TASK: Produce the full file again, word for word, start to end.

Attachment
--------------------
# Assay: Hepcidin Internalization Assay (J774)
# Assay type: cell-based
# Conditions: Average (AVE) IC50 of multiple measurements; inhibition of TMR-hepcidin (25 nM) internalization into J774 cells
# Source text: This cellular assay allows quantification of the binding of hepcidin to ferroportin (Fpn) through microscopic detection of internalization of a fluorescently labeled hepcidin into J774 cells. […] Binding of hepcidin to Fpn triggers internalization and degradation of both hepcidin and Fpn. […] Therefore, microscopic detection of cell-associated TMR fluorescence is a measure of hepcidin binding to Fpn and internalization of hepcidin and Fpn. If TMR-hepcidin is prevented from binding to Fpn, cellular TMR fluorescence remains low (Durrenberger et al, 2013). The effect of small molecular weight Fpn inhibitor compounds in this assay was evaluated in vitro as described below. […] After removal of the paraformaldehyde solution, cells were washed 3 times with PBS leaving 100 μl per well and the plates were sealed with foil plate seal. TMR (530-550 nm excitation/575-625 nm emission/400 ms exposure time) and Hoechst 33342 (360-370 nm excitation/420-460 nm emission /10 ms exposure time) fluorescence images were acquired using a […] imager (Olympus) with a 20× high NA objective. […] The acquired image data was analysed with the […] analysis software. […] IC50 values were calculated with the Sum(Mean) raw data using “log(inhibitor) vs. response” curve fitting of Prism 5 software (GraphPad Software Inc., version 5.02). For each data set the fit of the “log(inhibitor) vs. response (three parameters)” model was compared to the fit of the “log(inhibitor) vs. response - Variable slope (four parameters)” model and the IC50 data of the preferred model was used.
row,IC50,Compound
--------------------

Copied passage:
# Assay: Hepcidin Internalization Assay (J774)
# Assay type: cell-based
# Conditions: Average (AVE) IC50 of multiple measurements; inhibition of TMR-hepcidin (25 nM) internalization into J774 cells
# Source text: This cellular assay allows quantification of the binding of hepcidin to ferroportin (Fpn) through microscopic detection of internalization of a fluorescently labeled hepcidin into J774 cells. […] Binding of hepcidin to Fpn triggers internalization and degradation of both hepcidin and Fpn. […] Therefore, microscopic detection of cell-associated TMR fluorescence is a measure of hepcidin binding to Fpn and internalization of hepcidin and Fpn. If TMR-hepcidin is prevented from binding to Fpn, cellular TMR fluorescence remains low (Durrenberger et al, 2013). The effect of small molecular weight Fpn inhibitor compounds in this assay was evaluated in vitro as described below. […] After removal of the paraformaldehyde solution, cells were washed 3 times with PBS leaving 100 μl per well and the plates were sealed with foil plate seal. TMR (530-550 nm excitation/575-625 nm emission/400 ms exposure time) and Hoechst 33342 (360-370 nm excitation/420-460 nm emission /10 ms exposure time) fluorescence images were acquired using a […] imager (Olympus) with a 20× high NA objective. […] The acquired image data was analysed with the […] analysis software. […] IC50 values were calculated with the Sum(Mean) raw data using “log(inhibitor) vs. response” curve fitting of Prism 5 software (GraphPad Software Inc., version 5.02). For each data set the fit of the “log(inhibitor) vs. response (three parameters)” model was compared to the fit of the “log(inhibitor) vs. response - Variable slope (four parameters)” model and the IC50 data of the preferred model was used.
row,IC50,Compound